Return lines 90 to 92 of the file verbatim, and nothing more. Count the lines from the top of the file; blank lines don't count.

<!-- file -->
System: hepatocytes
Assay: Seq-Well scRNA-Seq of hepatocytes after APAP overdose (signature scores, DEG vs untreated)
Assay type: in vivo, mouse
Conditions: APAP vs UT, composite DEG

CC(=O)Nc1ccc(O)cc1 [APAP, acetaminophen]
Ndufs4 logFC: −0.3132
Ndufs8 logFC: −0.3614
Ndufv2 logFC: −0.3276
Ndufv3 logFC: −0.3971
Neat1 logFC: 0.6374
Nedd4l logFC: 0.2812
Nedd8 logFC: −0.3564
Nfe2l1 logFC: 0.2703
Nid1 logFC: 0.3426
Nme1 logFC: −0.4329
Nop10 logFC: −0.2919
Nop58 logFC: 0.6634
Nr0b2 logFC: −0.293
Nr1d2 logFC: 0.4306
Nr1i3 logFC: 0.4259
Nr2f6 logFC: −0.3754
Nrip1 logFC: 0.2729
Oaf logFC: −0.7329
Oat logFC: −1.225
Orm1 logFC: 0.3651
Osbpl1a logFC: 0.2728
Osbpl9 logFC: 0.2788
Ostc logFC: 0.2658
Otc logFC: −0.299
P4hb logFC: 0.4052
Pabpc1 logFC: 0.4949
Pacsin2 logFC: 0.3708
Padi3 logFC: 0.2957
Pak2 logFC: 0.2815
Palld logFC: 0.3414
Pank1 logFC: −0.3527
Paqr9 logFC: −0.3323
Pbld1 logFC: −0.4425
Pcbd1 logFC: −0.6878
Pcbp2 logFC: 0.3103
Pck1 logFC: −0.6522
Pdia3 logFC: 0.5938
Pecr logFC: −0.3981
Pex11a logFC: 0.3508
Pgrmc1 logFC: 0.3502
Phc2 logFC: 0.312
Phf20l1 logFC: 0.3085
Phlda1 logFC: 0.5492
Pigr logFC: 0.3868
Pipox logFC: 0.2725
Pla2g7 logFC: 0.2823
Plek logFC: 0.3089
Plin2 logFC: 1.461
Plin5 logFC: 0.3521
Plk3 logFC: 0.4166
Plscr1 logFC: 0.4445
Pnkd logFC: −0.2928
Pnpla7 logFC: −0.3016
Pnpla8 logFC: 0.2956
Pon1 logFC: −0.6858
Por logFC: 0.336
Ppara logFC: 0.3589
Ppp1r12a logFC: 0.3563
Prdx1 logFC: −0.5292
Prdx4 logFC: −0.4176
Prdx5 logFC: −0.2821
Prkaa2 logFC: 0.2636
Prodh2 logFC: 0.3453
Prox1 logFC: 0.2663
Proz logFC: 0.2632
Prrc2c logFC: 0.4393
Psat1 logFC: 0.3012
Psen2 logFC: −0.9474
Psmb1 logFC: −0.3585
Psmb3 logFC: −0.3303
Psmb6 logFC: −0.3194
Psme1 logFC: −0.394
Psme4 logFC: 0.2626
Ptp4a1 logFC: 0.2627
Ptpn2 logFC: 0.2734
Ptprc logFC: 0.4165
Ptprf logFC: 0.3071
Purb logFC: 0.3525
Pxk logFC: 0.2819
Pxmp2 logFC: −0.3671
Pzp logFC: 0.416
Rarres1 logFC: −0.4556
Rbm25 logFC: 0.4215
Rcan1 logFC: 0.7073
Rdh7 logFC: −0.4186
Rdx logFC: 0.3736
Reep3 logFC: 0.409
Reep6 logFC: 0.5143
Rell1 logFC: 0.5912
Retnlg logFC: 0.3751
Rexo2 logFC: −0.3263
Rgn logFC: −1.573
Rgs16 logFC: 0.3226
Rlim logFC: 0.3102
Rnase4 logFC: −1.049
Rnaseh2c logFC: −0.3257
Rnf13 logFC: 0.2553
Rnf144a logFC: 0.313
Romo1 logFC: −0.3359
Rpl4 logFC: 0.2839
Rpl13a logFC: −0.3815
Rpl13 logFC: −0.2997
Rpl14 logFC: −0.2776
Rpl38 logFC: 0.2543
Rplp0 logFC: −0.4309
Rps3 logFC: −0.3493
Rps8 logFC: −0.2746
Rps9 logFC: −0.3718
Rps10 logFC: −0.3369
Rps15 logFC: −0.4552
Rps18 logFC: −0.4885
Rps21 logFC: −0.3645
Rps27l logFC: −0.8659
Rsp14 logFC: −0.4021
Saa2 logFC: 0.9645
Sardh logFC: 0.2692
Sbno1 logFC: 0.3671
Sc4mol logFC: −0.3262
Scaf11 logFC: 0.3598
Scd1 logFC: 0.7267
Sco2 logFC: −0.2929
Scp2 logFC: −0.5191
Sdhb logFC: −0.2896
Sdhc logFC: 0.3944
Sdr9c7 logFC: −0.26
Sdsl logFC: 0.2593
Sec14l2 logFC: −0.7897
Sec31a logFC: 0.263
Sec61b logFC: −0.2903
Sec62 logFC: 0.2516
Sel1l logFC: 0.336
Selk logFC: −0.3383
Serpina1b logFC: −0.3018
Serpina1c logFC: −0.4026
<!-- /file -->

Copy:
Rdh7 logFC: −0.4186
Rdx logFC: 0.3736
Reep3 logFC: 0.409